Ghostunnel is a simple SSL/TLS proxy with mutual authentication support for securing non-TLS backend applications.
Ghostunnel supports two modes, client mode and server mode. Ghostunnel in server mode runs in front of a backend server and accepts TLS-secured connections, which are then proxied to the (insecure) backend. A backend can be a TCP domain/port or a UNIX domain socket. Ghostunnel in client mode accepts (insecure) connections through a TCP or UNIX domain socket and proxies them to a TLS-secured service. In other words, ghostunnel is a replacement for stunnel.
Supported platforms: Ghostunnel is developed primarily for Linux on x86-64 platforms, although it should run on any UNIX system that exposes SO_REUSEPORT, including Darwin (macOS), FreeBSD, OpenBSD and NetBSD. We recommend running on x86-64 only, as Go (as of Go 1.7) doesn't have constant-time elliptic curve implementations for any other architectures.
ghostunnel server --help and
ghostunnel client --help.
Authentication/access control: Ghostunnel enforces mutual authentication by always requiring a valid client certificate. We also support access control via checks on the subject (or subject alternative names) of a client certificate. This is useful for restricting access to services that don't have native access control.
Certificate hotswapping: Ghostunnel can reload certificates at runtime
without dropping existing connections. To trigger a reload, simply send
SIGUSR1 to the process. This will cause ghostunnel to reload the keystore
files. Once successful, the reloaded certificate will be used for new
connections going forward.
Automatic reloading: Ghostunnel can be configured to automatically reload
certificates. You can specify an interval with the
--timed-reload flag. If
the timed reload flag is enabled, ghostunnel will reload the files periodically
and check for changes. If a change is detected, it will attempt to reload the
listener with the new certificates/private key.
Emphasis on security: We have put some thought into making ghostunnel
secure by default. In server mode, the target backend must live on localhost
or be a UNIX socket (unless
--unsafe-target is specified). In a similar way,
in client mode the listening socket must live on localhost or be a UNIX socket
--unsafe-listen is specified). Ghostunnel negotiates TLSv1.2
and uses safe ciphers.
To get started and play around with the implementation, you will need to
generate some test certificates. If you want to bootstrap a full PKI, one
good way to get started is to use a package like
square/certstrap. If you only need
some test certificates for playing around with the tunnel, you can find
some pre-generated ones in the
test-keys directory (alongside instructions
on how to generate new ones with OpenSSL).
Note that by default ghostunnel logs to stderr and runs in the foreground. You
--syslog to log to syslog. For daemonization, we recommend using
a utility such as daemonize. For an
example on how to use ghostunnel in a Docker container, see the
To install ghostunnel, simply use:
go get -u github.com/square/ghostunnel
Note that ghostunnel requires Go 1.7 or later to build.
If you want to pull a specific version, check the releases tab in Github.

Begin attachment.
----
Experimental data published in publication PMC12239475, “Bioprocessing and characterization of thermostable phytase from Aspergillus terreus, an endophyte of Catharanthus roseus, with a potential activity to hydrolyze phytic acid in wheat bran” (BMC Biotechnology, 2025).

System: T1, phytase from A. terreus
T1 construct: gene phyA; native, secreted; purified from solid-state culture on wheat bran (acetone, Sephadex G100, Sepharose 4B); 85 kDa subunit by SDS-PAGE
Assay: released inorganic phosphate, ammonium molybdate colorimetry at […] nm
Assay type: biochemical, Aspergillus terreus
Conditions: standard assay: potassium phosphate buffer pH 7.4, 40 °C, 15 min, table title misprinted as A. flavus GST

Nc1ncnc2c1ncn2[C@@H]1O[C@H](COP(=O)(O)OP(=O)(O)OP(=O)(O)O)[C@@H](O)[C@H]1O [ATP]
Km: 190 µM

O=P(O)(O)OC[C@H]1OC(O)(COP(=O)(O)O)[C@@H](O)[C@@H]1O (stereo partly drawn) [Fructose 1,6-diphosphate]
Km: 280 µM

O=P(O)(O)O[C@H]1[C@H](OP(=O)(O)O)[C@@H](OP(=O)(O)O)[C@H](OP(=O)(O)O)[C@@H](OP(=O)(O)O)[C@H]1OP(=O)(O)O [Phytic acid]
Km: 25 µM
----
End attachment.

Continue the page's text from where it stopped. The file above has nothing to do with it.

To run tests:
# Run unit & integration tests make test # Open coverage information in browser go tool cover -html coverage-merged.out
For more information on how to contribute, please see the CONTRIBUTING file.
This is an example for how to launch ghostunnel in server mode, listening for
incoming TLS connections on
localhost:8443 and forwarding them to
To set allowed clients, you must specify at least one of
possible to use these together or to specify them repeatedly to allow multiple
clients. In this example, we assume that the CN of the client cert we want to
accept connections from is
Start a backend server:
nc -l localhost 8080
Start a ghostunnel in server mode to proxy connections:
ghostunnel server \ --listen localhost:8443 \ --target localhost:8080 \ --keystore test-keys/server.p12 \ --cacert test-keys/root.crt \ --allow-cn client
Verify that clients can connect with their client certificate:
openssl s_client \ -connect localhost:8443 \ -cert test-keys/client.crt \ -key test-keys/client.key \ -CAfile test-keys/root.crt
Now we have a TLS proxy running for our backend service. We terminate TLS in ghostunnel and forward the connections to the insecure backend.
This is an example for how to launch ghostunnel in client mode, listening on
localhost:8080 and proxying requests to a TLS server on
Start a backend TLS server:
openssl s_server \ -accept 8443 \ -cert test-keys/server.crt \ -key test-keys/server.key \ -CAfile test-keys/root.crt
Start a ghostunnel with a client certificate to forward connections:
ghostunnel client \ --listen localhost:8080 \ --target localhost:8443 \ --keystore test-keys/client.p12 \ --cacert test-keys/root.crt
Verify that we can connect to
nc -v localhost 8080
Now we have a TLS proxy running for our client. We take the insecure local connection, wrap them in TLS, and forward them to the secure backend.
Full tunnel (client plus server)
We can combine the above two examples to get a full tunnel. Note that you can start the ghostunnels in either order.
Start netcat on port
nc -l localhost 8001
Start the ghostunnel server:
ghostunnel server \ --listen localhost:8002 \ --target localhost:8001 \ --keystore test-keys/server.p12 \ --cacert test-keys/root.crt \ --allow-cn client
Start the ghostunnel client:
ghostunnel client \ --listen localhost:8003 \ --target localhost:8002 \ --keystore test-keys/client.p12 \ --cacert test-keys/root.crt
Verify that we can connect to
nc -v localhost 8003
Now we have a full tunnel running. We take insecure client connections, forward them to the server side of the tunnel via TLS, and finally terminate and proxy the connection to the insecure backend.